Autoplectic | 26 Jun 16:24 2005
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amber waves of plastic

<http://www.latimes.com/news/nationworld/nation/la-na-grain26jun26,0,4198107.story>

To Replace Oil, U.S. Experts See Amber Waves of Plastic

American crops could be used in place of many products' petroleum
base, some scientists say.

By Stephanie Simon
Times Staff Writer
June 26, 2005

BLAIR, Neb. — He operates 90,000 feet of hissing pipes and dozens of
enormous churning vats — an industrial jungle with a single,
remarkable purpose: "Essentially," plant manager Bill Suehr says,
"we've got corn coming in at one end and plastic coming out the
other."

In a hot, noisy factory that smells of Frosted Flakes, yeast and wet
farm animals, agribusiness giant Cargill Inc. has set out to lead a
new industrial revolution — one fed by the green fields of the Midwest
rather than the oil fields of the Middle East.

Sprawled across a square mile of prairie, a series of automated
assembly lines turns raw corn kernels first into sugary syrup and then
into white pellets that can be spun into silky fabric or molded into
clear, tough plastic.

The end products — which include T-shirts, forks and coffins — look,
feel and perform like traditional polyester and plastic made from a
petroleum base. But the manufacturing process consumes 50% less fossil
(Continue reading)

Jim Devine | 26 Jun 18:05 2005
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Re: arbeitskraft

I agree with Michael. I think Mike Lebowitz's interpretation of Marx's
"shift" is better. See his BEYOND CAPITAL. The second edition is even
better than the first.
JD

On 6/25/05, Michael Perelman <michael@...> wrote:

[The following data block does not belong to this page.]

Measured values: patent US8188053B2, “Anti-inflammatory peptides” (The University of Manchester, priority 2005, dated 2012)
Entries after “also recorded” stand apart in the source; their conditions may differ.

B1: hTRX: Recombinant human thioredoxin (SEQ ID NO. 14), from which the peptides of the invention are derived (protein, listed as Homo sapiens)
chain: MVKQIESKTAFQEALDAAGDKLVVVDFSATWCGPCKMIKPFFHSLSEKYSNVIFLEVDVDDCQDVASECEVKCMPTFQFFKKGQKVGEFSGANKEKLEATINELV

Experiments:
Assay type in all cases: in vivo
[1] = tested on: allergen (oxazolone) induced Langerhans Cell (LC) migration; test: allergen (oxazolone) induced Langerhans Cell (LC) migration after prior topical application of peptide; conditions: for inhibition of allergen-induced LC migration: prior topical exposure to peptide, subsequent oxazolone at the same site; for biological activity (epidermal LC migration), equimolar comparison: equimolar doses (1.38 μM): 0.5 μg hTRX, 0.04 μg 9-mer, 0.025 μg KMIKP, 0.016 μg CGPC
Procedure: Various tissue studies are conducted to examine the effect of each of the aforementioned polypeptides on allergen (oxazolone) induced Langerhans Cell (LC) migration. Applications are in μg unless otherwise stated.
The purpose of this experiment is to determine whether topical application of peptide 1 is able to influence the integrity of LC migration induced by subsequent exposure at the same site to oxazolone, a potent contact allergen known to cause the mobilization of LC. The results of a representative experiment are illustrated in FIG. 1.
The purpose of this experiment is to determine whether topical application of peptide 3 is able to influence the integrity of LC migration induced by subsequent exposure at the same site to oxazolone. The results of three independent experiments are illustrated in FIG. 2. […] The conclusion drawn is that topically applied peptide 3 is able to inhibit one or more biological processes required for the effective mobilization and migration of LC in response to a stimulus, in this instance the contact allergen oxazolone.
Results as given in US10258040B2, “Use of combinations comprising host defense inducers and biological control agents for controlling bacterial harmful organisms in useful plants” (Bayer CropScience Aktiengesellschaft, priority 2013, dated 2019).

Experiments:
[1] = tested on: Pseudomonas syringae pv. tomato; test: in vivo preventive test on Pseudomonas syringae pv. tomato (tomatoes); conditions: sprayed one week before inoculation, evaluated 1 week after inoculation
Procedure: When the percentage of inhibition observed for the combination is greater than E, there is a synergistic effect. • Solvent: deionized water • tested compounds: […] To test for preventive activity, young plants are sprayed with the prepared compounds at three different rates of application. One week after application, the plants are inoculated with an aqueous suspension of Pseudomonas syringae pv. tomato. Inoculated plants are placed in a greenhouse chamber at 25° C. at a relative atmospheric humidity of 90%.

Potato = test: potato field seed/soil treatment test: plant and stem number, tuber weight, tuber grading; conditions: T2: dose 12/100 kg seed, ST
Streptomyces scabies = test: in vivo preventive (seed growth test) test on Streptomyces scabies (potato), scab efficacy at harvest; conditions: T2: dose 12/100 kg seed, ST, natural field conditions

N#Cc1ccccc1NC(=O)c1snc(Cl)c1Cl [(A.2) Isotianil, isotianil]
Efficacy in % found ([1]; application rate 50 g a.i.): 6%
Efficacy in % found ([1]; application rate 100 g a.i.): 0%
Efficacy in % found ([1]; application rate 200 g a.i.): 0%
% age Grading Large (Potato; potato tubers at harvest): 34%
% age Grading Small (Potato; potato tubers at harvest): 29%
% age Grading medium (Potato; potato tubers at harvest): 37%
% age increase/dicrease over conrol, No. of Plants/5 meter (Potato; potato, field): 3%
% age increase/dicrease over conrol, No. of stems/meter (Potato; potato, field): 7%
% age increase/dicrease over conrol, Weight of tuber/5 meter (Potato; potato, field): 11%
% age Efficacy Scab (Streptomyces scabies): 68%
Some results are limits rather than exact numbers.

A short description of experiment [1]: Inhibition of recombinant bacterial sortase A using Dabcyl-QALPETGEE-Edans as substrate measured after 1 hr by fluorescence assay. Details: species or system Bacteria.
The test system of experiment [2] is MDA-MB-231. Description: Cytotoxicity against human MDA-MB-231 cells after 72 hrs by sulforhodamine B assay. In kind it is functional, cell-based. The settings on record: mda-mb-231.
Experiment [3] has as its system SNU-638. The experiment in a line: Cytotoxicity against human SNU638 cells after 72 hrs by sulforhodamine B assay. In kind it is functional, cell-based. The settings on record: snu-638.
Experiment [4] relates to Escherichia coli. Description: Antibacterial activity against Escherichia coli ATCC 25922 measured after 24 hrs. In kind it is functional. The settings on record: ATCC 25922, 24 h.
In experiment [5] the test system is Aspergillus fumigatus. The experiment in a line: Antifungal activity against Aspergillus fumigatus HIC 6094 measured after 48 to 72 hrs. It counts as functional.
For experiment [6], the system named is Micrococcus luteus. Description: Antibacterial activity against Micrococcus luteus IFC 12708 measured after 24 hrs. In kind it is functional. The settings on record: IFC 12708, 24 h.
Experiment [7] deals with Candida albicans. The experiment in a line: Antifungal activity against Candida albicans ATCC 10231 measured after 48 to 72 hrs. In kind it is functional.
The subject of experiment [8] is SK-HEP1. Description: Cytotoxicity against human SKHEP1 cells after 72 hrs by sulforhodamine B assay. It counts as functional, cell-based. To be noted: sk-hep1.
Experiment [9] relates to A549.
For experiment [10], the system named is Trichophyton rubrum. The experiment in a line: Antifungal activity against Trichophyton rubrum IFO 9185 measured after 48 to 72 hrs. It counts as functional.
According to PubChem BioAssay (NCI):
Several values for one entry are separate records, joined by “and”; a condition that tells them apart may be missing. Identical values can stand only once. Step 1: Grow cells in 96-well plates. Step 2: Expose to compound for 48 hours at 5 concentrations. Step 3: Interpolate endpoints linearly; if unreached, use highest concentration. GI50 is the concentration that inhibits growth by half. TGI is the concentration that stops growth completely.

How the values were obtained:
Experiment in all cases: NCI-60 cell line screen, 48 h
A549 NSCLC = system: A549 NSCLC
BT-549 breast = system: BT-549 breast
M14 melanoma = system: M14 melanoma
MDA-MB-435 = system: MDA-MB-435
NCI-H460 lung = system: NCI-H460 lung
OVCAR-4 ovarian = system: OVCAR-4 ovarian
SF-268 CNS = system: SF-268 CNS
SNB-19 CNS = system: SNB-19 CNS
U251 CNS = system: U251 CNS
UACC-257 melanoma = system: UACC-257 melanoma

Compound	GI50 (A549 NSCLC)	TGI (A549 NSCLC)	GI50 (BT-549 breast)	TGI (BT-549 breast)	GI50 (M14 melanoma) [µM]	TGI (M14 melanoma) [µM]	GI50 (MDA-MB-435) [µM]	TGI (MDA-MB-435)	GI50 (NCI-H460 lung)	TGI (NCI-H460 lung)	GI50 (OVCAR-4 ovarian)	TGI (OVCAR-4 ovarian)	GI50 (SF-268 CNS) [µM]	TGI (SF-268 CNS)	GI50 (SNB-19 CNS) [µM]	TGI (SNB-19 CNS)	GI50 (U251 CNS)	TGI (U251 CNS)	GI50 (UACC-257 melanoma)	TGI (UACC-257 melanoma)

> I agree with Ted.  I thought that the author went too far, but I sent it to get Tom
> Walker working on the book, which is still very interesting.
> 
> On Sat, Jun 25, 2005 at 10:25:22PM -0400, Ted Winslow wrote:
> > Michael Perelman wrote quoted Anson Rabinbach:
> >
> > > By the early 1860s, Marx thus shifted his focus from the
> > >    emancipation of mankind through labor to emancipation from
> > >    productive labor by an even greater productivity .... To use the
> > >    philosopher Agnes Heller's formulation, Marx turned from a
> > >    "paradigm of work" to a "paradigm of production." see Heller,
> > >    Agnes. 1981. "Paradigm of Production: Paradigm of Work."
> > >    Dialectical Anthropology, 6, pp. 71-9.

Autoplectic | 26 Jun 18:06 2005
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the political economy of disease diagnosis

<http://seattletimes.nwsource.com/html/health/sickintro.html>
[This is the first in a series that will run all week]
<http://seattletimes.nwsource.com/news/health/suddenlysick/>

The hidden big business behind your doctor's diagnosis

By Susan Kelleher and Duff Wilson
Seattle Times staff reporters
Sunday, June 26, 2005, 12:00 A.M. Pacific

You walk into your doctor's office for a physical exam and step on the
scale. Last year, the doctor said you were overweight. Now he says you
are obese — at the same weight.

A nurse takes your blood pressure. You have hypertension — with the
same previously healthy reading you've had for years.

The doctor scans your wrist bone. You have a condition called
"osteopenia" — with the same bone density that was fine last time you
were measured.

You mention you are not enjoying sex as much as you used to.
Diagnosis: a new kind of sexual dysfunction.

You leave the office with a head full of worry and a fistful of new
prescriptions, joining more than 40 percent of Americans who take one
or more prescribed drugs daily in the effort to stave off more serious
trouble.

You are suddenly sick, simply because the definitions of disease have
(Continue reading)

Jim Devine | 26 Jun 18:24 2005
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Re: Will capitalism destroy the Internet?

It seems to be the trend under capitalism. The Internet started out as
common property (dominated by .edu and .gov sites). [I remember when
commercialism was frowned upon in e-mails.] Then came the commercial
(.com) invasion, including spam. Add in the evil-doers (hackers) and
the Net threatens to shut down. I would guess the solution (under
capitalism) will be to have it as government-regulated and
corporate-monopolized as banking is.